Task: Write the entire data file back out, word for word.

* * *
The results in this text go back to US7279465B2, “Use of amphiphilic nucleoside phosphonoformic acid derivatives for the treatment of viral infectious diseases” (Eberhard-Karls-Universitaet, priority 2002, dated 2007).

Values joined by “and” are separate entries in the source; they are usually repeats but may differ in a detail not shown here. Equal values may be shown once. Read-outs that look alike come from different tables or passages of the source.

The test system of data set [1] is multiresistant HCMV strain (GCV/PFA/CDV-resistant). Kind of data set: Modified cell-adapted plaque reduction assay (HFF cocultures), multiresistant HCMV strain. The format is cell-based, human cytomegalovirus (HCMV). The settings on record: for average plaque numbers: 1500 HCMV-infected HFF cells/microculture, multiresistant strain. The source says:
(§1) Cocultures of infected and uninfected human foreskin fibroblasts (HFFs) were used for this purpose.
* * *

The results in this text go back to US7279465B2, “Use of amphiphilic nucleoside phosphonoformic acid derivatives for the treatment of viral infectious diseases” (Eberhard-Karls-Universitaet, priority 2002, dated 2007).

Values joined by “and” are separate entries in the source; they are usually repeats but may differ in a detail not shown here. Equal values may be shown once. Read-outs that look alike come from different tables or passages of the source.

The test system of data set [1] is multiresistant HCMV strain (GCV/PFA/CDV-resistant). Kind of data set: Modified cell-adapted plaque reduction assay (HFF cocultures), multiresistant HCMV strain. The format is cell-based, human cytomegalovirus (HCMV). The settings on record: for average plaque numbers: 1500 HCMV-infected HFF cells/microculture, multiresistant strain. The source says:
(§1) Cocultures of infected and uninfected human foreskin fibroblasts (HFFs) were used for this purpose.